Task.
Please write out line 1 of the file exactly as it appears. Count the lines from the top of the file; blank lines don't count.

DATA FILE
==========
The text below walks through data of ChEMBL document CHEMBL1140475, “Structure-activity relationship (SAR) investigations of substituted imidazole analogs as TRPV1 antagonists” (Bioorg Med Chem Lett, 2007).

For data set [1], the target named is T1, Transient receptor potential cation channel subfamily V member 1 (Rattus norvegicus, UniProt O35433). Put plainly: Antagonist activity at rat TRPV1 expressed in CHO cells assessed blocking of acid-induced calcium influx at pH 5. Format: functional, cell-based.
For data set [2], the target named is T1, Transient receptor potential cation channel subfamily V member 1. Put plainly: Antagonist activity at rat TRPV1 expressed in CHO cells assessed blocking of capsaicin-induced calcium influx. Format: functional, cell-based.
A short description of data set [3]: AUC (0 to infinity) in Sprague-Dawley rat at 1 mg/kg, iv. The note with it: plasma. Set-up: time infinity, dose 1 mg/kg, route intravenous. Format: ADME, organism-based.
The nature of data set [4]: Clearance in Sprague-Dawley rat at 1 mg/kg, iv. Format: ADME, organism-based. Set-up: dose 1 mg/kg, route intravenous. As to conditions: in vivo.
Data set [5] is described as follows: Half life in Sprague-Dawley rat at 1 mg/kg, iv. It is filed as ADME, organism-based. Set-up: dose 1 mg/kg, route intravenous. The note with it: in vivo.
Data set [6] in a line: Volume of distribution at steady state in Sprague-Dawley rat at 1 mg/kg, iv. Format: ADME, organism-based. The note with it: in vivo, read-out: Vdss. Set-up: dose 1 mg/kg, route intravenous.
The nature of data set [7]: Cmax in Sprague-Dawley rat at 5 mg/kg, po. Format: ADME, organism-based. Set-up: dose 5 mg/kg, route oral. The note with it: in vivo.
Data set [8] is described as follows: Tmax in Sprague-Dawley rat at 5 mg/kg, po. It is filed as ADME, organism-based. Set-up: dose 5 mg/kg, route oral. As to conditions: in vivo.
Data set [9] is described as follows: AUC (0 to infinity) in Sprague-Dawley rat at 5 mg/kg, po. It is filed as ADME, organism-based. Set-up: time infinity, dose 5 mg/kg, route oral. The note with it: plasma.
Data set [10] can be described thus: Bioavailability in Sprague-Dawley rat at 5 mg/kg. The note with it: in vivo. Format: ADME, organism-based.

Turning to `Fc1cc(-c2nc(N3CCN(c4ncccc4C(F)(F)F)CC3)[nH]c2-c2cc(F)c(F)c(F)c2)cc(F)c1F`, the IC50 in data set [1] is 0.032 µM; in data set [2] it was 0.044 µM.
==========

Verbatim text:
The text below walks through data of ChEMBL document CHEMBL1140475, “Structure-activity relationship (SAR) investigations of substituted imidazole analogs as TRPV1 antagonists” (Bioorg Med Chem Lett, 2007).